"Sometimes," Luck said, "you've just got to gut a win out."
The defense seized the day and forced four turnovers, a week after being shredded by Arizona.
"We made up our minds that enough was enough," Cory Redding said.
All in all, then, it was a gut-check day. "Theyre a resilient bunch," coach Chuck Pagano said. "Got more resolve than anybody I've ever been around."
But . . .
Everyone knew that already. The Colts' perseverance is a given.
Their offense currently is not. This team has produced two touchdowns in two games. The third down conversion rate Sunday was 3-for-14. Of the 104 yards rushing, 78 came on the last drive, and 24 — nearly a quarter of the day's total — on one Luck scramble.
But . . .
The Colts have atoned for enough sins to have a choke hold on first place. If they win next week in Cincinnati, they would be on a path to the No. 3 seed in the AFC.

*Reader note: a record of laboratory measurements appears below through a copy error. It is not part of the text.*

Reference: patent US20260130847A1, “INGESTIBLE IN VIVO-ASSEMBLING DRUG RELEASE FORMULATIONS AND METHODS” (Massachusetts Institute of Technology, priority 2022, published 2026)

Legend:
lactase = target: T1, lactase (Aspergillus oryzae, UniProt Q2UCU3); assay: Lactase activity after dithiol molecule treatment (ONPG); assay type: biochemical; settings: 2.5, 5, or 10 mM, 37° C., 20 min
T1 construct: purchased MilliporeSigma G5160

"Every team goes through ups and downs," Vinatieri said. "As we always say, it's a marathon, not a sprint. Very seldom do you not have a speed bump or a roadblock. The good teams figure out way to get that behind you and keep moving forward."
Pagano is not shy of tinkering, which is why Brown was in the starting lineup Sunday and Trent Richardson was not. The buzz from the Richardson trade has long since faded, muted by too many one-yard gains.
So it was Brown who led the last clock-devouring scoring drive, when the Colts went marching north in Lucas Oil Stadium, just as their season threatened to go south. "Division hanging in the balance, everything on the line, and the guys manned up," Pagano said.
Not that he wants his team to relax with a three-game lead. "What I told the guys was, we're not going down that road," he said. "We're not exhaling."
But . . .
Lots of customers dressed in blue were exhaling late Sunday afternoon. Another crisis passed. This team of pluck and faults keeps plowing onward. How far, who could guess?